ADAMAH’s newest homeFebruary 6, 2009 at 12:30 pm | Posted in Uncategorized | 1 Comment
By: Shamu (fearless leader/ program director)
Are you going to stop farming in the sadeh now that you have Beebe Hill?
Have you gotten the town to officially change the name to Bubbe Hill?
Can we cut through the woods across from the Adamah House to get to the new farm?
Is permaculture something nice Jewish boys, girls and squers can do?
These queries and more I have received on the new land that we are blessed with. The Kaplan Family Farm is 15 acres on Beebe Hill across from the entrance to Freedman that we aqcuired, thanks to a very generous donation, a little over one year ago. We took last spring and summer to assess and design the new farm. Megan and Anna measured slopes, Shir Yaakov and Josh researched soils, Aviv, Abby and others tackled water flow. What is the character of this land? What are its limitations? The second set of questions involved our goals- educational and agricultural/financial. How can we inspire and educate visitors to the farm (Freedman’s 8,000 yearly guests) and produce food to generate income to support 2-3 well-paid Adamah staff positions? Dave Jacke, permaculturalist, designer and teacher extraordinaire (author of Edible Forest Gardens) lead us through the design process, focusing on the 5 acres closest to Freedman. Adina and Jeff, Sabrina, Jason Kass, Seth Shames and others joined us last spring for a 4 day permaculture retreat with Dave in which we designed a 1/2 acre educational garden of Eden where Beebe and Johnson Road meet.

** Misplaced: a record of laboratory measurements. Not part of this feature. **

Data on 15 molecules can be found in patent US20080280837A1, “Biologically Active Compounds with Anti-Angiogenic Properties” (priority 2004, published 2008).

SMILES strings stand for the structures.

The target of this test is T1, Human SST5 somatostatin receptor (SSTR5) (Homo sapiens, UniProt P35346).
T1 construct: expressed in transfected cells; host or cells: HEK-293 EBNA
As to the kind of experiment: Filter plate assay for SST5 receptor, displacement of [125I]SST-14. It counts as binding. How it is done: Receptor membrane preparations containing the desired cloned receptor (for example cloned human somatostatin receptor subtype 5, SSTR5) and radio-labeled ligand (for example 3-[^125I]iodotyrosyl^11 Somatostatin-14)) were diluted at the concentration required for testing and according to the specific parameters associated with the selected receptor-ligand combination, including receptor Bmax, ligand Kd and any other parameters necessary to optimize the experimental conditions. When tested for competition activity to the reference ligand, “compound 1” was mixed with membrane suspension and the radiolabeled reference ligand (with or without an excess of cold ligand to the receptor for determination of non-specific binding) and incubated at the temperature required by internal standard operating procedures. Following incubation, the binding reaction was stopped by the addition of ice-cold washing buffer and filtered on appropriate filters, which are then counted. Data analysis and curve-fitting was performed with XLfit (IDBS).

The full design includes a future barn, bees (Jaimie just ordered them!), orchards, row crops, kiwis, mushroom garden, blueberry and rasberries, possible goat dairy, and a composting area.
Since then many Adamahniks have cut brush, planted and harvested cabbage, sheet mulched and prep small garden beds, and prepared 540 feet of 8′ wide blueberry beds. The beautiful gateway was built by local Dave Miner and the tiles by Emmett Leader, artist and Adamah ally from Northampton.
This spring Adamah Alumni will come and install irrigation, plant 150 blueberry bushes, 30 fruit trees, asparagus, etc… We hope to start a flock of laying hens who will feed on our food waste (a trick we learned from Vermont Composting Company) and plant strawberries as well.
The Hebrew on the gateway tiles reads “And God saw that it was good.” Creation is fundamentally good. Not just because it looks nice or feels good but because the goodness, rightness, fittedness is built into the evolution of the world. In permaculture we are striving to imitate the natural goodness in the way we gather food and fuel. As Jews we give thanks, again and again, for the blessing to work and guard this good land.